I picked up The Midnight Library without much information about the plot. Little did I know that it would be one of the most life-changing books I’ve ever read.
You know those books that just stick with you, long after you’ve finished reading them and moved on to other books? The Midnight Library has done that for me. It instantly became one of my favorite books of 2020, but it went deeper than that. This book really rearranged my perspective and made me appreciate my life.
I realized after reading this book that the author, Matt Haig, is quite well known for some of his other books, including Reasons to Stay Alive and the incredibly quotable How to Stop Time. Let me state right now that I have every intention of gobbling up the rest of his books as soon as I possibly can.
Let me tell you why The Midnight Library was so devastatingly life-changing.
Why You Should Read The Midnight Library
Below you can find my full and honest review. *TW for my own review: suicide/depression
“The only way to learn is to live”The Midnight Library
“Somewhere out beyond the edge of the universe there is a library that contains an infinite number of books, each one the story of another reality. One tells the story of your life as it is, along with another book for the other life you could have lived if you had made a different choice at any point in your life. While we all wonder how our lives might have been, what if you had the chance to go to the library and see for yourself? Would any of these other lives truly be better? Nora Seed finds herself faced with this decision. Faced with the possibility of changing her life for a new one, following a different career, undoing old breakups, realizing her dreams of becoming a glaciologist; she must search within herself as she travels through the Midnight Library to decide what is truly fulfilling in life, and what makes it worth living in the first place.” (Goodreads Synopsis)
In high school, during what I believed to be the height of my depression, I read It’s Kind of a Funny Story. I had never felt so seen. It made what I was going through feel less bizarre and more normalized and it also gave me hope for what was to come. Little did I know that depression would follow me into adulthood and suicide would be something I wouldn’t just contemplate but I would also attempt more than once.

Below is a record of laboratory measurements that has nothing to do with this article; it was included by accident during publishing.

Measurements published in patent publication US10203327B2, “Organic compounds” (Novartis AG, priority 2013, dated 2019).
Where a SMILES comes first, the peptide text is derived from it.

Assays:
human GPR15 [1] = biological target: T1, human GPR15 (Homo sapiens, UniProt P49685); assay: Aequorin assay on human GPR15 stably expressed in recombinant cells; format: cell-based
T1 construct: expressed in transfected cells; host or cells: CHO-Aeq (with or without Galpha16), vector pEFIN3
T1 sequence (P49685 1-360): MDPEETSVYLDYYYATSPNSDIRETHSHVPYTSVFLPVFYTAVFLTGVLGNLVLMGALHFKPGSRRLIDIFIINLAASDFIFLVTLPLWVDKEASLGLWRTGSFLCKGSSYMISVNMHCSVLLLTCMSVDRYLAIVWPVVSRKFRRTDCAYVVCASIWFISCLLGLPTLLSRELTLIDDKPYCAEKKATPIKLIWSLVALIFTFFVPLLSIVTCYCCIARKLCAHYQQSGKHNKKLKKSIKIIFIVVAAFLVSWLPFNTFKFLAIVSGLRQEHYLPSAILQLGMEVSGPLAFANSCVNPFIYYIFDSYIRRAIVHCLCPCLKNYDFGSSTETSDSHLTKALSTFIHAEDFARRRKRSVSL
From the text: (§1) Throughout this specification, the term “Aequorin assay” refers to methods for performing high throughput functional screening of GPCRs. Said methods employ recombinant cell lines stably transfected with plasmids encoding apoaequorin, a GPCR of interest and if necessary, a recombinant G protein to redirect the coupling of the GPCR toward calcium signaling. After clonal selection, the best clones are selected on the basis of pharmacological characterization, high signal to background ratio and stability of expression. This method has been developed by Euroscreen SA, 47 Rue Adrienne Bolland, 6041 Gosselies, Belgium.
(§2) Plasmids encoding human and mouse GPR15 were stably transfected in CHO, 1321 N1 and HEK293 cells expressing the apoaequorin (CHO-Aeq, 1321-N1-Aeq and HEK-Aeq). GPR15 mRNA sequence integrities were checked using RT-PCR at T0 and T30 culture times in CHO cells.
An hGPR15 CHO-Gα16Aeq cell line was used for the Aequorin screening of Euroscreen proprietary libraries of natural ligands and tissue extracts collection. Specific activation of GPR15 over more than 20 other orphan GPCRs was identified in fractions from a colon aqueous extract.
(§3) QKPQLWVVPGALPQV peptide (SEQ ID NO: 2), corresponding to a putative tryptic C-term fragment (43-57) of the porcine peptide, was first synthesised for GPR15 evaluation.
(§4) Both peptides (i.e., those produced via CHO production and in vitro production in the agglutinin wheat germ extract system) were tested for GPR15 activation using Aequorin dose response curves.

I’m entering my late twenties now, happily married, approaching six years of self-employment for a dream career. I could continue to list all the good in my life, but what I’m working towards saying is that I still struggle with depression. It hangs like a cloud above me and sometimes the littlest things feel like the worst things. I promise… this is leading up to something great!
I sobbed my way through The Midnight Library because it was like I was seen all over again, but from a new perspective. I had seen a few negative reviews of this book prior to actually getting it for myself, but after reading it, I realized that the negative reviewers must have never experienced a lick of depression in their life, because this book hit all of it right on the nose. It depicted the hopeless feelings and general lack of caring that many depressed individuals experience. However, it also did a phenomenal job walking the reader through just why it’s so important to continue actively working to live! My gosh, the redemption alone made me grateful that I read this book. I’ve never been so thankful for the way a book highlighted WHY and HOW living is the best choice.
I caution those who are depressed/experience suicidal thoughts before reading this. I only do so because it can be triggering, especially if you’re currently in a low state. Simultaneously, I also want to shove it in the face of every person who is depressed or having suicidal thoughts because my GOSH it made me cherish my life all over again and I think it can do the same for so many others.
This isn’t a self-help book, but it will help. It will help those who have walked under this dark cloud and it will help those who need to know how to walk through it with others.